“The system might be under a lot of pressure, but that doesn’t mean you have to kill yourself.”
WORK NOT VALUED
However, reducing hours is not the only way to prevent stress. RACGP president Dr Chris Mitchell says one of the most significant issues for general practice is recognition and reward.
“When you’re proud of the work you’re doing, you’re much more resilient,” he says.
“A lot of GPs are not feeling their work is valued at the moment.”
The AMA also believes there needs to be more Federal Government support for primary care. AMA council of general practice chair Dr Rod Pearce says the management of swine flu has been a good example: GPs shouldered the burden without adequate Commonwealth help.
“The reality is medicine isn’t just about being a private industry, it’s about being a professional support for the community,” he says.
“The Government should support general practice to link in with other health providers rather than partitioning it.”
But, ultimately, reducing GPs’ stress levels may come from within. Lennox Head GP Dr Hilton Koppe, a medical educator for North Coast GP Training who developed the GP Wellbeing Project, says it’s all down to having a positive attitude.
“You don’t necessarily have to reduce your hours, it’s the attitude you bring to work,” he says.
“We have to learn optimism. In medicine, it’s very easy to focus on the negative things. The antidote is to notice the good things that are happening, to celebrate success, notice how patients like us and respect us and notice when people do get better.”
A PORTRAIT OF GP STRESS LEVELS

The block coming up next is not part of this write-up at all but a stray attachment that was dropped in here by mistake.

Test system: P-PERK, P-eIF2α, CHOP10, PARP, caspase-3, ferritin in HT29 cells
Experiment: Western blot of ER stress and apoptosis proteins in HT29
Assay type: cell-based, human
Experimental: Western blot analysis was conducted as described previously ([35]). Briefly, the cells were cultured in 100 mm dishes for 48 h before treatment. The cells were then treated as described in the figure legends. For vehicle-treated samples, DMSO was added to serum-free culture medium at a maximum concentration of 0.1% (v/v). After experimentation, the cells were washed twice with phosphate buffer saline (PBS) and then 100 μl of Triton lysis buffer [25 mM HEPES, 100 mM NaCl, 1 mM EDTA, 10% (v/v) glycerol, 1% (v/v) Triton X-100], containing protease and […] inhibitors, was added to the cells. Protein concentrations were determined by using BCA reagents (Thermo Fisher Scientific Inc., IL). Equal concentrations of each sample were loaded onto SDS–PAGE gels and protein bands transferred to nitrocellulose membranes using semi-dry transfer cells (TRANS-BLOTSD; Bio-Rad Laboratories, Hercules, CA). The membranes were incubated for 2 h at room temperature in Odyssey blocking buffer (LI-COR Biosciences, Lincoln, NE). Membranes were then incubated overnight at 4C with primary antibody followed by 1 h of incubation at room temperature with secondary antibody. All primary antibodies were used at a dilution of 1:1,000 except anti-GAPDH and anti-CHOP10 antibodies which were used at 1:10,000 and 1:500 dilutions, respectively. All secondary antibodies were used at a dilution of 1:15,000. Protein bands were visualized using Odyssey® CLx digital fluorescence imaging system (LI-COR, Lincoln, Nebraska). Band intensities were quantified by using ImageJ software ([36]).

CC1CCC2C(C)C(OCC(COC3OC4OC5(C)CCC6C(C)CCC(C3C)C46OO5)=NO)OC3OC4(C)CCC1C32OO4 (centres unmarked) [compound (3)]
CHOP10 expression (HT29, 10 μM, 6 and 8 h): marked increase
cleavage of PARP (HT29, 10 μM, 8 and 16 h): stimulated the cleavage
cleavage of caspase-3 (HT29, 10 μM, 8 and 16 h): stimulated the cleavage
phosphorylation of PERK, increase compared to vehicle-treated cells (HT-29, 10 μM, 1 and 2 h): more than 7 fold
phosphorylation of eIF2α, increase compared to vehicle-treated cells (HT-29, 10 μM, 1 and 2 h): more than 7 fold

The statistics show GPs are clearly working under considerable stress with almost six in 10 reporting their level of stress as troubling or worse, and 4% claiming their current level of stress is unmanageable. Only 15% indicate their stress is acceptable.
At the sub-group level, there is surprising consistency in stress levels reported. Splits for gender, location, years in practice and work status claim 50% or more of GPs experience stress at levels considered troubling or worse. Part-time GPs emerge as the least stressed of the sub-groups, with close to one in four describing their current stress level as manageable.
KEY REASONS FOR STRESS
- Medicare bureaucracy/red tape: 24%
- Legal issues: 20%
- Long hours/time pressures: 18%
- Keeping up-to-date to minimise mistakes: 18%
- Poor remuneration/financial recognition: 17%
- Pressure and demands from patients: 8%
- Poor work/life balance: 7%
- Concern for disappearing role of GPs: 5%
- Concern for shortage of GPs and ageing GP population: 5%
- Lack of respect and recognition for GP role: 4%
- Accessibility of specialist or other care: 4%
- Personal health issues: 3%
ISSUES AFFECTING HEALTH OF GPs
- Time pressure/long working hours: 53%
- Bureaucracy/red tape: 47%
- Legal issues: 30%
- Poor remuneration/financial recognition: 30%
- Stress issues: 25%
- Problems balancing work and life: 24%
- Health issues: 23%
- Patient demands/pressure: 22%
- Shortage of GPs/ageing GP population: 12%
- Lack of respect/support for GPs: 9%
- Keeping up-to-date/education issues: 1%
- Patients can’t afford care: 1%